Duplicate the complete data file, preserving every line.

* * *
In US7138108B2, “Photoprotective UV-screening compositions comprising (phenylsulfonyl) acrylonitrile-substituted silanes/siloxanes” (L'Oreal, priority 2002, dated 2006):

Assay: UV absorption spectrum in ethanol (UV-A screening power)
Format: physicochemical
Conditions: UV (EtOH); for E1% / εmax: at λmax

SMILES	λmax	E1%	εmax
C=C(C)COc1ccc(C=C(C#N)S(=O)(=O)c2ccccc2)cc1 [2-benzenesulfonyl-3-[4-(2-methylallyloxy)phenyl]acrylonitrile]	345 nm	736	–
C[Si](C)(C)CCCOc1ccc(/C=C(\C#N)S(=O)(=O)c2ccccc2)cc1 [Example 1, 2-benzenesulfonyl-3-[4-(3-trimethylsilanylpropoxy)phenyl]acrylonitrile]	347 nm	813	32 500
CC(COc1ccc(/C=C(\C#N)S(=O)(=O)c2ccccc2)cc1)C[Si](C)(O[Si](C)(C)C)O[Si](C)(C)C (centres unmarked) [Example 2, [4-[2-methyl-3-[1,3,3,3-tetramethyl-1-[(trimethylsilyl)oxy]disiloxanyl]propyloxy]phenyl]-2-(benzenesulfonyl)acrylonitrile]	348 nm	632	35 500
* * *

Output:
In US7138108B2, “Photoprotective UV-screening compositions comprising (phenylsulfonyl) acrylonitrile-substituted silanes/siloxanes” (L'Oreal, priority 2002, dated 2006):

Assay: UV absorption spectrum in ethanol (UV-A screening power)
Format: physicochemical
Conditions: UV (EtOH); for E1% / εmax: at λmax

SMILES	λmax	E1%	εmax
C=C(C)COc1ccc(C=C(C#N)S(=O)(=O)c2ccccc2)cc1 [2-benzenesulfonyl-3-[4-(2-methylallyloxy)phenyl]acrylonitrile]	345 nm	736	–
C[Si](C)(C)CCCOc1ccc(/C=C(\C#N)S(=O)(=O)c2ccccc2)cc1 [Example 1, 2-benzenesulfonyl-3-[4-(3-trimethylsilanylpropoxy)phenyl]acrylonitrile]	347 nm	813	32 500
CC(COc1ccc(/C=C(\C#N)S(=O)(=O)c2ccccc2)cc1)C[Si](C)(O[Si](C)(C)C)O[Si](C)(C)C (centres unmarked) [Example 2, [4-[2-methyl-3-[1,3,3,3-tetramethyl-1-[(trimethylsilyl)oxy]disiloxanyl]propyloxy]phenyl]-2-(benzenesulfonyl)acrylonitrile]	348 nm	632	35 500